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Heat Stroke in Hot Roman Summer

How To Avoid Heat Stroke This Summer In Rome

When does "hot" become "too hot"? How to deal with the extremely hot summer in Rome and stay healthy while wearing out your shoes around the city. Stay cool and stay safe when visiting the eternal city.

It is no mystery that it is hot outside, with this brutal and seemingly relentless weather. I know you’ve noticed, you’ve all been talking about it lately. With this extremely hot weather of the last several weeks, people need to be taking extra precautions when they venture outside. Heat stroke is a very real and dangerous condition that can develop when temperatures begin soaring into the high digits that they have been lately.

Caused when a person’s body temperature gets too hot, heat stroke sets in when one does not stay properly hydrated in hot and humid climates. A heat stroke is a medical emergency and needs to be treated immediately. Some of the common symptoms that are associated with heat stroke are an increased body temperature, confusion, passing out, difficulty walking, seizures or hallucinations. Heat stroke can also produce symptoms such as muscles cramps, headaches and vomiting. These symptoms are common also in case of heat cramps and heat exhaustion. However, developing either of these conditions can lead to heat stroke. If any of these symptoms occur, seek medical attention immediately. Luckily, there are many medical options with English speaking doctors in and around the heart of Rome, convenient for tourists who are out sightseeing.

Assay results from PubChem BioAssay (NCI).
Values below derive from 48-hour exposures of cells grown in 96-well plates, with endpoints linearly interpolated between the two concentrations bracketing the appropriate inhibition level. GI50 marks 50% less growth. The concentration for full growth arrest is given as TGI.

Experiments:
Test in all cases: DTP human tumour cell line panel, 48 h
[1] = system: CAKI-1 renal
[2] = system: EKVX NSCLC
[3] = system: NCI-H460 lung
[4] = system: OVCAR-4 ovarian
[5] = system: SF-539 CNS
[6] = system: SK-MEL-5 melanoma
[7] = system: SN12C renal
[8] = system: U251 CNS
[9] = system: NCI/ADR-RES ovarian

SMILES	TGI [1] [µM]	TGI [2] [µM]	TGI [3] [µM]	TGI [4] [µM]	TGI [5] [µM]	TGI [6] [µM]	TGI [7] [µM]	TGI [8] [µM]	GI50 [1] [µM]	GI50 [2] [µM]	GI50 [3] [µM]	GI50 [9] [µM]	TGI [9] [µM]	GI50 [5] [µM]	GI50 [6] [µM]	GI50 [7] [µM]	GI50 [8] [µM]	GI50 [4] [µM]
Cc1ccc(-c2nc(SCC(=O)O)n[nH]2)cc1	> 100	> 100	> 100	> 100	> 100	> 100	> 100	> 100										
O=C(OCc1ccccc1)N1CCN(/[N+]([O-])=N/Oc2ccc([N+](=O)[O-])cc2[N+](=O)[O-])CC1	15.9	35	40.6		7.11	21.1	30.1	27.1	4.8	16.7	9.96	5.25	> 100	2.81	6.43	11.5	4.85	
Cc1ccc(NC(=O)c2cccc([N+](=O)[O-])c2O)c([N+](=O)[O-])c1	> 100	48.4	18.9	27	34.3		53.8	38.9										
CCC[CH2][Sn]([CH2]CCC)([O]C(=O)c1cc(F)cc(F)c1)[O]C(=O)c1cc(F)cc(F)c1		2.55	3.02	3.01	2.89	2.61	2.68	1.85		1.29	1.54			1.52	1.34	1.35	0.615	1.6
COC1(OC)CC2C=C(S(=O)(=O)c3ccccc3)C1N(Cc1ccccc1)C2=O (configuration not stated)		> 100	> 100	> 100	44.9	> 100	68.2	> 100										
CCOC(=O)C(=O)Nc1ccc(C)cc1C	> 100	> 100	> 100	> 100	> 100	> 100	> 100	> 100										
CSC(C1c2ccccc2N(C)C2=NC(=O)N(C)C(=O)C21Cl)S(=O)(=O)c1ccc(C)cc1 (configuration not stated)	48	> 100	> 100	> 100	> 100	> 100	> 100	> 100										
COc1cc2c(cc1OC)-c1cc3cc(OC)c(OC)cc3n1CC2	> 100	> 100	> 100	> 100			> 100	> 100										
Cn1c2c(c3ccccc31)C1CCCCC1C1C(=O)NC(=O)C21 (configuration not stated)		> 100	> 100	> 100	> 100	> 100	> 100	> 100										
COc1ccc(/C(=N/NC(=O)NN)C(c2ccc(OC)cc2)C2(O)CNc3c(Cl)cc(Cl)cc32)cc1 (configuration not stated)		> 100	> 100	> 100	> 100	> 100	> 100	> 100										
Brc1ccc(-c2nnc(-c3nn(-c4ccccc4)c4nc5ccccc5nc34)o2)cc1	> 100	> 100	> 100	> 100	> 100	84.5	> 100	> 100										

Whether you are out shopping on Via del Corso or sitting in the sun on the Spanish Steps, with heat this wicked, it wouldn’t hurt to check where the nearest medical facilities are located before heading out. Unless you are living la Dolce Vita, jumping in the Trevi Fountain is not an option, I bet you prefer to visit a doctor’s office rather than a jail!

Other precautions that you can take to avoid becoming a victim to the heat include drinking plenty of fluids. Avoid drinks with alcohol and caffeine. Wear light, loose-fitting clothing. Avoid excessive exercise and take multiple breaks in an air conditioned car or building. If you must exercise, do so in the early morning before the temperature is at its highest. Try to stay cool and enjoy the summer the best you can!
For more information see the CDC heat emergency page .

A heat stroke is a medical emergency and needs to be treated immediately. Some of the common symptoms that are associated with heat stroke are an increased body temperature, confusion, passing out, difficulty walking, seizures or hallucinations. Heat stroke can also produce symptoms such as muscles cramps, headaches and vomiting.